MINECON Earth
MINECON Earth is a global interactive livestream event broadcast from two continents on November 18 and viewed by players around the world from their living rooms or at local viewing parties, retailers, theatres and community events. The 90-minute livestream will take place on November 18 at 12 p.m. EST / 5 p.m. GMT on mixer.com/minecraft. If you’re new to Mixer, head over here for tips on getting started viewing and streaming!
Official Minecraft Community Events
We’ve teamed up with Minefaire, MineVention and BLOCKFEST to create authentic Minecraft events, a little closer to home. Players will get to meet their favorite YouTubers and streamers, compete in tournaments and costume contests, see unique content and much more. We’re excited to share more details really soon, but check out the Minefaire and MineVention websites for more info in the meantime!
With the combination of our livestream and the official Minecraft community events, we’re excited to make it easier for EVERYONE to participate from all around the world.  Anyone with a broadband internet connection can watch the livestream from wherever they are. We’ll have more details to share soon on exciting ways for you to get involved from wherever you are.
Save the date for MINECON on November 18, and head over to Minecraft.net for even more details about this exciting news!

Windows 10 Tip: See your 3D creations take life in Remix 3D

Last week, we announced new capabilities in Remix 3D – Parts and Remixes – an all-new way to experience the relationship between 3D content and see how it can transform and take new life when shared with a creative community.
Here’s how to get started with Parts and Remixes:
On any model page on Remix3D.com, you’ll see two new tabs: Parts and Remixes. Simply click on Parts and scroll down to see the individual parts that make up the model. A dog with a party hat and party favor may have three parts: the dog model, the hat model and the party favor model.

But what if someone remixes that dog and adds a birthday cake? That would appear under Remixes. The Remixes tab is a way to show how creators are building off other amazing creations. If someone remixed a model you created, their new design would point back to your original model in the Remixes tab.

If you’re working in the Paint 3D app, you can click on the Remix 3D tab, find a model and then click “Place in project” to start creating your own Remix!

Parts and Remixes will be available everywhere Paint 3D and Remix 3D are available. Head over here for tips on getting started with Paint 3D, and, in case you missed it, here’s last week’s Windows 10 Tip:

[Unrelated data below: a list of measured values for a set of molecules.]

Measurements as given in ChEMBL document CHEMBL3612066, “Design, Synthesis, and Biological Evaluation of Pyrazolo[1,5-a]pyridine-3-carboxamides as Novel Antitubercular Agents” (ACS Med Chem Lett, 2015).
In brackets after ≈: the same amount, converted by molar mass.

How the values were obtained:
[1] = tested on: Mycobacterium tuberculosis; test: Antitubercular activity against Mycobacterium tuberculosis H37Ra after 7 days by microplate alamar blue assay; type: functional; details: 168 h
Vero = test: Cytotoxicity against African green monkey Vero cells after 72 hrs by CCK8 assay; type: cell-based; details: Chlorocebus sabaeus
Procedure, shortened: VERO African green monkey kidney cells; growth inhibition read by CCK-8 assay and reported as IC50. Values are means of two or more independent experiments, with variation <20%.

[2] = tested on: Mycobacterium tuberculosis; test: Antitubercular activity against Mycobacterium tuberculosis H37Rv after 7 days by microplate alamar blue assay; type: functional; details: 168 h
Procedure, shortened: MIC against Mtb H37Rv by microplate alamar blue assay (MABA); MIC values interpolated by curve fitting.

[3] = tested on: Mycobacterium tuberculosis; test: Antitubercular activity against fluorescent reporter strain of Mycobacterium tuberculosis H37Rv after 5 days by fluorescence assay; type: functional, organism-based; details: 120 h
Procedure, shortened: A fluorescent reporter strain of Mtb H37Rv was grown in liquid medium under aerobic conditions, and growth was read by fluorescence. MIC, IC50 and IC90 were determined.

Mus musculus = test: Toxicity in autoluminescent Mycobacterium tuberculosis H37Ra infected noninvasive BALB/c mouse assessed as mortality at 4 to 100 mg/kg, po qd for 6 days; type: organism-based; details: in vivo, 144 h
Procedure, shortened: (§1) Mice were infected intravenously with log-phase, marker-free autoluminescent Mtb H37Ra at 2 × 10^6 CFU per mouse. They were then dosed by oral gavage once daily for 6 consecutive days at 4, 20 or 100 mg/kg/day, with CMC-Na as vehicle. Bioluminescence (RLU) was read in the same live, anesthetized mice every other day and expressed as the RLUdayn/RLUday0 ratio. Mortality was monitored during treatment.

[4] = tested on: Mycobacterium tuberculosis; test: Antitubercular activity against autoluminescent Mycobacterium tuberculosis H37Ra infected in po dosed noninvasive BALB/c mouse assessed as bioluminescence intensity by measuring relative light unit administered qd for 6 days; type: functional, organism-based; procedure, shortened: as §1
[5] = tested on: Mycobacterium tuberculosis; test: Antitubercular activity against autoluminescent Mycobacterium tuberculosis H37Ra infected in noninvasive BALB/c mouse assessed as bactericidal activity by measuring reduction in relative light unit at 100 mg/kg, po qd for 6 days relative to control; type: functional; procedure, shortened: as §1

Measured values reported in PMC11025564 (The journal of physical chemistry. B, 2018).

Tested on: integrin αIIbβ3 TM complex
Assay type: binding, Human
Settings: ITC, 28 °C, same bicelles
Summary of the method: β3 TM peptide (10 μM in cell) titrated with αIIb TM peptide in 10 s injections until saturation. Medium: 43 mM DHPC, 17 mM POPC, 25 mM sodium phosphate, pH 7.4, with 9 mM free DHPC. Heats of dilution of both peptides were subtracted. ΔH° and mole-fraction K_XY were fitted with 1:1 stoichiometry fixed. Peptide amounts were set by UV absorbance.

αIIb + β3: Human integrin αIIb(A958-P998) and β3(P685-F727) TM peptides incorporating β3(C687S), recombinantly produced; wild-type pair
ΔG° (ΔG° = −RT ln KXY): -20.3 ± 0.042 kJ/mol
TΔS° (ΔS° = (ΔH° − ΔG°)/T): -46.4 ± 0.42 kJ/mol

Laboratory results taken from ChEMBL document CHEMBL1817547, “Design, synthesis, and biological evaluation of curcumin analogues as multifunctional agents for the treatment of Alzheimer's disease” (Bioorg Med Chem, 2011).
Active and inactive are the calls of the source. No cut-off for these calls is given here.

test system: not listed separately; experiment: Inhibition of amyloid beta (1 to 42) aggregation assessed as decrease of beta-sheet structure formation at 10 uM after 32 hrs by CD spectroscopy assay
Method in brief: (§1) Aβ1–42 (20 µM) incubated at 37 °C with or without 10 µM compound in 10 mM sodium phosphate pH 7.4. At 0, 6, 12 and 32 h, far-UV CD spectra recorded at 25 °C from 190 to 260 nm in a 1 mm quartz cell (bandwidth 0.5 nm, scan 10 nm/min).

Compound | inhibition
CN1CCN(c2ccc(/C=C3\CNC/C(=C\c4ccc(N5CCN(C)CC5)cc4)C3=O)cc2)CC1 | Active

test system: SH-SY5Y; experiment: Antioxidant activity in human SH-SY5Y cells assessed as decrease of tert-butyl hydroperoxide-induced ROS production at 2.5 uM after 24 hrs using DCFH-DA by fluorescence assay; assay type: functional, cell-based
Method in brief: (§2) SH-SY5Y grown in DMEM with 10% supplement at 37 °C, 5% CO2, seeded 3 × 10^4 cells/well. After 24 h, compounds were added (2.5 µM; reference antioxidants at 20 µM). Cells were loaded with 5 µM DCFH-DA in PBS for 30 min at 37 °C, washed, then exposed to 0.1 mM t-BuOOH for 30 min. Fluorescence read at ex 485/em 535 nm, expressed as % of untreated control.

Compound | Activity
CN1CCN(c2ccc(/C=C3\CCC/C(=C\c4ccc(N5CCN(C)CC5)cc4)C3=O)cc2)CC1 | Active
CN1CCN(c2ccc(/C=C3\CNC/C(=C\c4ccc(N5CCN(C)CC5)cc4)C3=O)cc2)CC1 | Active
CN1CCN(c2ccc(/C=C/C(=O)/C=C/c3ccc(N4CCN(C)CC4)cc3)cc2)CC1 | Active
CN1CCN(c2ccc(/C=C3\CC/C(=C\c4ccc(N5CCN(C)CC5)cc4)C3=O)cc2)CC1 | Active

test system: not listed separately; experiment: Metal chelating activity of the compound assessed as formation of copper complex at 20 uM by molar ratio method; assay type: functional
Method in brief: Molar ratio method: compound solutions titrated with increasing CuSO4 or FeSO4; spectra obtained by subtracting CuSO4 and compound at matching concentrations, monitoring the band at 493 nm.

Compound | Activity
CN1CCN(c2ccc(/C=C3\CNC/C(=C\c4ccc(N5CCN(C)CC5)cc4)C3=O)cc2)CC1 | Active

Have a great week!

Your feedback is helping shape Windows privacy

Those enhancements included improving in-product information, updates to the Microsoft privacy statement, and publishing more information about the diagnostic data we collect.
Since then, feedback we’ve received about the Creators Update has been positive. This is great news to us because what we hear from you directly impacts the improvements we make.
For example, 71 percent of customers are selecting Full diagnostics data to help us fix things and improve Microsoft products.  While your direct feedback like, “The privacy settings added to clean installs are a boon for the privacy minded,” and “Very well done,” is great to hear, we know there is still work to do to meet and anticipate the expectations across our diverse customer base and provide you with the best privacy experience possible.
We’ve also seen a positive reception to the web-based privacy dashboard which allows you to see and control your activity data across multiple Microsoft services. Announced back in January, the privacy dashboard has been visited by more than 23 million people on accounts.microsoft.com.
With more than 500 million devices running Windows 10, the opportunity to refine our approach to privacy and implement your feedback is exciting.  We are also ensuring Windows 10 is compliant with the European Union’s General Data Protection Regulation (GDPR) that goes into effect in 2018. Fundamentally, the GDPR is about protecting and respecting an individual’s privacy rights and Microsoft’s enduring commitment to trust is well aligned through the privacy principles that shape the way we build our products and services.